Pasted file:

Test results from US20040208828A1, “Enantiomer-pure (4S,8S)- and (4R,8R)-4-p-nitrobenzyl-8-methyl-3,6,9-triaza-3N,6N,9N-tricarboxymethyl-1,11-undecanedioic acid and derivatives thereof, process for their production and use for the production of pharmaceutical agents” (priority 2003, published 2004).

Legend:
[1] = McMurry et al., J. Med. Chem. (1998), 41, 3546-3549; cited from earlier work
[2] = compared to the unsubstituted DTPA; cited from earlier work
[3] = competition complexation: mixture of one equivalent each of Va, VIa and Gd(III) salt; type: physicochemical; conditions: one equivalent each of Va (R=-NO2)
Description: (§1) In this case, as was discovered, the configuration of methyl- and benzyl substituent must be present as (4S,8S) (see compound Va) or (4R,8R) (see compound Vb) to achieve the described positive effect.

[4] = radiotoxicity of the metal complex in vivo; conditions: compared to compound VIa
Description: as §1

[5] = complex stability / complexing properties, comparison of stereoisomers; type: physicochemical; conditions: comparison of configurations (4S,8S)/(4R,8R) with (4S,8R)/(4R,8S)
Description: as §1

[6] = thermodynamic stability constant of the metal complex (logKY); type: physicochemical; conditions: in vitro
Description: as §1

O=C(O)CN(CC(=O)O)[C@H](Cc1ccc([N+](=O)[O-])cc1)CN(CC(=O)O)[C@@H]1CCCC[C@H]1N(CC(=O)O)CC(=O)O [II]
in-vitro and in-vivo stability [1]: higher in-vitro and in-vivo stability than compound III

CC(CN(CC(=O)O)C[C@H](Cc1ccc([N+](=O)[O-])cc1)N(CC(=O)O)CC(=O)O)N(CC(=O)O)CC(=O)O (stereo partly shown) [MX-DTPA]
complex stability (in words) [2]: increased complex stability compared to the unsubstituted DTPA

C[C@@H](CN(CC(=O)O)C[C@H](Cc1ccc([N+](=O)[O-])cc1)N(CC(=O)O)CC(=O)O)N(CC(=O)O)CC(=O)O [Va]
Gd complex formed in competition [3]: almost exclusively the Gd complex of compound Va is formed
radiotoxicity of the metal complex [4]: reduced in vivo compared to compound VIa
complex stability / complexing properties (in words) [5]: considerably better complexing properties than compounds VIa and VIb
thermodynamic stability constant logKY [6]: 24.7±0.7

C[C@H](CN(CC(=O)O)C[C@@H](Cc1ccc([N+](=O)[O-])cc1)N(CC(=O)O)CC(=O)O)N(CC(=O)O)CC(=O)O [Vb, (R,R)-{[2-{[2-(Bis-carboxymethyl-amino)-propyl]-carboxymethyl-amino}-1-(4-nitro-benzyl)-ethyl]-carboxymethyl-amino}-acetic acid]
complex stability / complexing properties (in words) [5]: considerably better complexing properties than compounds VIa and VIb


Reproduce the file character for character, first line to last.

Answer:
Test results from US20040208828A1, “Enantiomer-pure (4S,8S)- and (4R,8R)-4-p-nitrobenzyl-8-methyl-3,6,9-triaza-3N,6N,9N-tricarboxymethyl-1,11-undecanedioic acid and derivatives thereof, process for their production and use for the production of pharmaceutical agents” (priority 2003, published 2004).

Legend:
[1] = McMurry et al., J. Med. Chem. (1998), 41, 3546-3549; cited from earlier work
[2] = compared to the unsubstituted DTPA; cited from earlier work
[3] = competition complexation: mixture of one equivalent each of Va, VIa and Gd(III) salt; type: physicochemical; conditions: one equivalent each of Va (R=-NO2)
Description: (§1) In this case, as was discovered, the configuration of methyl- and benzyl substituent must be present as (4S,8S) (see compound Va) or (4R,8R) (see compound Vb) to achieve the described positive effect.

[4] = radiotoxicity of the metal complex in vivo; conditions: compared to compound VIa
Description: as §1

[5] = complex stability / complexing properties, comparison of stereoisomers; type: physicochemical; conditions: comparison of configurations (4S,8S)/(4R,8R) with (4S,8R)/(4R,8S)
Description: as §1

[6] = thermodynamic stability constant of the metal complex (logKY); type: physicochemical; conditions: in vitro
Description: as §1

O=C(O)CN(CC(=O)O)[C@H](Cc1ccc([N+](=O)[O-])cc1)CN(CC(=O)O)[C@@H]1CCCC[C@H]1N(CC(=O)O)CC(=O)O [II]
in-vitro and in-vivo stability [1]: higher in-vitro and in-vivo stability than compound III

CC(CN(CC(=O)O)C[C@H](Cc1ccc([N+](=O)[O-])cc1)N(CC(=O)O)CC(=O)O)N(CC(=O)O)CC(=O)O (stereo partly shown) [MX-DTPA]
complex stability (in words) [2]: increased complex stability compared to the unsubstituted DTPA

C[C@@H](CN(CC(=O)O)C[C@H](Cc1ccc([N+](=O)[O-])cc1)N(CC(=O)O)CC(=O)O)N(CC(=O)O)CC(=O)O [Va]
Gd complex formed in competition [3]: almost exclusively the Gd complex of compound Va is formed
radiotoxicity of the metal complex [4]: reduced in vivo compared to compound VIa
complex stability / complexing properties (in words) [5]: considerably better complexing properties than compounds VIa and VIb
thermodynamic stability constant logKY [6]: 24.7±0.7

C[C@H](CN(CC(=O)O)C[C@@H](Cc1ccc([N+](=O)[O-])cc1)N(CC(=O)O)CC(=O)O)N(CC(=O)O)CC(=O)O [Vb, (R,R)-{[2-{[2-(Bis-carboxymethyl-amino)-propyl]-carboxymethyl-amino}-1-(4-nitro-benzyl)-ethyl]-carboxymethyl-amino}-acetic acid]
complex stability / complexing properties (in words) [5]: considerably better complexing properties than compounds VIa and VIb